Good bye and Good Luck Bella Vista. Hope to have you in some classes next year...

In two days, we move to Fishy Fish Town and there will be no turning back. The difference in neighborhoods is striking. Bella Vista is more anonymous, the residents keep to themselves, and you hardly ever see the same person twice. In Fishy Fish, I've met about twenty-five percent of the population already. Let's see...There's Daniel, the possibly stoned clerk at Circle Thrift off Frankford who gave us a deal on the ugly sofa and chair we bought Saturday. Then I met the butcher across the street who gave me advice on how to unclog my bathroom sink (hey, use a plunger). The man working at the ice cream shop/pizzeria/drug store on the corner of Norris and Memphis already calls me sweetheart, and our next door neighbor's name is Eugene. I met Angela the disgruntled teen on Friday night and her little dog whose name escapes me. My friend Kali and I were introduced to two other dogs, a hyper Pekinese named Sandy and a lab type dog named Lou-Lou (I think). In Bella Vista, I know the slightly retarded guy next door and his senile 86 year old mother who always thinks she's lost her cat (the funniest thing she ever said to me was, It's a shame! I've had that cat since she was a puppy!). But on one hand, I enjoy the anonymity of Bella Vista--I like my privacy.

What else? Fishy Fish isn't as well maintained as Bella Vista. The streets have garbage on the curbs and the neighbor two doors down from us keeps her dryer on the front porch (You also get a sense of this underlying tension among the neighbors--they've known each other for years and years and so even if you wanted to stop being that punk who used to smoke cigarettes on the corner, you could never really escape that label. "Remember when little Johnny used to light his sister's hair on fire with sparklers? I knew he'd turn out bad"). And obviously, Fishtown doesn't have the same number of options for shopping or restaurants though truthfully, I go to the same places pretty much every time I shop or eat out. We'll have the Rocket Cat Cafe on the corner--a little hipster joint that only accepts cash and they're building a bistro nearby too. We'll see.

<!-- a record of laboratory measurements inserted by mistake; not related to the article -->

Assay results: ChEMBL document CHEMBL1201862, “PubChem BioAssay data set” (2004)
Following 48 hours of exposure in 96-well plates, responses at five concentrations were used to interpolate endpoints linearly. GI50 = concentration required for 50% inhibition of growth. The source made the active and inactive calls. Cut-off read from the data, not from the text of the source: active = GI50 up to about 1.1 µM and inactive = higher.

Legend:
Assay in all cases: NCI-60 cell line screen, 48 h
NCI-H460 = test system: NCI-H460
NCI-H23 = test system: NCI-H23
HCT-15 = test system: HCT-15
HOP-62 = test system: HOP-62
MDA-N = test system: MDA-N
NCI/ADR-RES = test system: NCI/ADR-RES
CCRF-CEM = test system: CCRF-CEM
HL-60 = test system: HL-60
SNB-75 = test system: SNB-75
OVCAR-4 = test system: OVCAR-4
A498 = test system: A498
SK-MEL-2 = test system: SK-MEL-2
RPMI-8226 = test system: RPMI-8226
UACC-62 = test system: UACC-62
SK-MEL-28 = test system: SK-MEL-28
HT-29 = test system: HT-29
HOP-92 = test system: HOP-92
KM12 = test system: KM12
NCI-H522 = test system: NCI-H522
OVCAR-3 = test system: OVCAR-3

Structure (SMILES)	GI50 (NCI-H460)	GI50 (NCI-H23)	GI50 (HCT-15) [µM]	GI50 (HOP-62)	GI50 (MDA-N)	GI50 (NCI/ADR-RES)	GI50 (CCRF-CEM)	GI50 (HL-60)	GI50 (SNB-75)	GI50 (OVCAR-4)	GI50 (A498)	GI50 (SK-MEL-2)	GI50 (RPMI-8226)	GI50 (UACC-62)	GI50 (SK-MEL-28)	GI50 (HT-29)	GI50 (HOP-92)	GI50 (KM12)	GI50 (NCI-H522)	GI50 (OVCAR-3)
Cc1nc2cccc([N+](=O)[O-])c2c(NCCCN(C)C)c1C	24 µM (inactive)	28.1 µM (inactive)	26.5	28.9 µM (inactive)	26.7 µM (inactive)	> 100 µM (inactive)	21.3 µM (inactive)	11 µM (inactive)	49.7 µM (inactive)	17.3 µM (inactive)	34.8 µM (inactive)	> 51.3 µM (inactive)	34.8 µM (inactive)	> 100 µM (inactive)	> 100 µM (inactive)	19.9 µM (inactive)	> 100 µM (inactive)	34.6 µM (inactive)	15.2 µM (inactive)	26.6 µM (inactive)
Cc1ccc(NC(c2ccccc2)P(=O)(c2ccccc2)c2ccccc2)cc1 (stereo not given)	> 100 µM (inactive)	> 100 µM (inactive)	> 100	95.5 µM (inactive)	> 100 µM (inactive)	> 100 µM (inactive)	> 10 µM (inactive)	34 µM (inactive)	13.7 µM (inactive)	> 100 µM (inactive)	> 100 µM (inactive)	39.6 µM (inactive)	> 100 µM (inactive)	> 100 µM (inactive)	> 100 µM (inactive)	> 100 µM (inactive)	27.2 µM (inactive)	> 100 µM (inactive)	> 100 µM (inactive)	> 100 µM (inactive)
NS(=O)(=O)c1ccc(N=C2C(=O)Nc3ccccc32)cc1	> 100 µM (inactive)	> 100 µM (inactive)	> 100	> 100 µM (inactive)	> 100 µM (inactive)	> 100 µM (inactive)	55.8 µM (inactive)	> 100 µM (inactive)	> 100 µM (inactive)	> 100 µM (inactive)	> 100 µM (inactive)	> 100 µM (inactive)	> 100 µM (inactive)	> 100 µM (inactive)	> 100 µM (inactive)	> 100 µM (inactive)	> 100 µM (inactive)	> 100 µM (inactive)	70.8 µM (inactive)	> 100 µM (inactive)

I am going to become a gardener, that's one new thing. We have a front and a back yard and I can't tell you how satisfying it is to yank weeds out of the ground. It feels heroic--like all the other plants are silently cheering me on.

Here's a little fact about our street stolen from the Internet:

That brings us to Norris Street. Named for previously mentioned Isaac Norris, a
wealthy merchant and diplomat who arrived in Philadelphia from London, in 1693.
Isaac Norris had an active civic life, including speaker of the assembly, a member
of the Provincial Council, and as Mayor of Philadelphia. The road that later
became Norris Street, was originally Lancaster Street and ran from the Delaware
River to 2nd Street. The name changed from Lancaster to Norris in 1858, due
mainly to the land surrounding the road once being owned by the Norris Family.

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